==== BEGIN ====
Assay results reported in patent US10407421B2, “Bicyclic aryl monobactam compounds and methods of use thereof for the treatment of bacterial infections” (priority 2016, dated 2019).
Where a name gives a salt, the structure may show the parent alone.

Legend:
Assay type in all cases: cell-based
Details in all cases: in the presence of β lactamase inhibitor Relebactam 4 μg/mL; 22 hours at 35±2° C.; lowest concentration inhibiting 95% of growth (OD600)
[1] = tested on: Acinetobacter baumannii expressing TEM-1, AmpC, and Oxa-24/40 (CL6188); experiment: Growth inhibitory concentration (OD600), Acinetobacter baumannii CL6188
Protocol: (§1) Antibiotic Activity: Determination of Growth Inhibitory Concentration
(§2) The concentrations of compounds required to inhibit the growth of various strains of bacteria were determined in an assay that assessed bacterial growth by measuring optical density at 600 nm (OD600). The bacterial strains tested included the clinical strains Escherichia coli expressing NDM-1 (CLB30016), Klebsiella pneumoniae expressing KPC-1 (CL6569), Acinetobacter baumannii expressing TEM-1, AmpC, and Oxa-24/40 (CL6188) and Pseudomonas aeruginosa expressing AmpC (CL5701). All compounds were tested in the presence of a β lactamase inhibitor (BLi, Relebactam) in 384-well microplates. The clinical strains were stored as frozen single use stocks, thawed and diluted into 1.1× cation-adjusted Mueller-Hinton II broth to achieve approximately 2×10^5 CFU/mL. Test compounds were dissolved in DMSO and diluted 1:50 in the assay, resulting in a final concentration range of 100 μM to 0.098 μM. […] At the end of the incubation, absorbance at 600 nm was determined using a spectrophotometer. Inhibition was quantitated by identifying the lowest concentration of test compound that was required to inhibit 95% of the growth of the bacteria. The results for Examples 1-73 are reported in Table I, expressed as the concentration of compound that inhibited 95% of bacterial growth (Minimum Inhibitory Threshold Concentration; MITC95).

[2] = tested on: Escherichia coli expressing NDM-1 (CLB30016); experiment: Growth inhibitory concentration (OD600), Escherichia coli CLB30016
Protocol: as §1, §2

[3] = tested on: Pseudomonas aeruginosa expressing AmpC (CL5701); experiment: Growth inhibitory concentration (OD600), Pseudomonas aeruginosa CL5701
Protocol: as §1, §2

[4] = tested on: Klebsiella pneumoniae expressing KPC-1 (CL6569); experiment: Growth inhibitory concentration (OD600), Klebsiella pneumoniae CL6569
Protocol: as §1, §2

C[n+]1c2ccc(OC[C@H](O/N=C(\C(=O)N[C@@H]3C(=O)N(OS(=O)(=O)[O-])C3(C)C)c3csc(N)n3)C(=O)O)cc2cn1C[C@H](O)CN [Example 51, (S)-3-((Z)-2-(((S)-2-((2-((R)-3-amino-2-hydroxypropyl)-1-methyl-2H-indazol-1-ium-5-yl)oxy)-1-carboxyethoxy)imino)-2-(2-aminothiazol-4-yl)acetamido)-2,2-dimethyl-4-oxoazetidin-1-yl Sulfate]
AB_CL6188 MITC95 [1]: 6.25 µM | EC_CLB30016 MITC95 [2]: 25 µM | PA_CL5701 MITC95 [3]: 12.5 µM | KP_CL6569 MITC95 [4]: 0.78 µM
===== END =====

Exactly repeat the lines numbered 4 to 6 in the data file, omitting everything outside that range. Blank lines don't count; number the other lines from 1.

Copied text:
Assay type in all cases: cell-based
Details in all cases: in the presence of β lactamase inhibitor Relebactam 4 μg/mL; 22 hours at 35±2° C.; lowest concentration inhibiting 95% of growth (OD600)
[1] = tested on: Acinetobacter baumannii expressing TEM-1, AmpC, and Oxa-24/40 (CL6188); experiment: Growth inhibitory concentration (OD600), Acinetobacter baumannii CL6188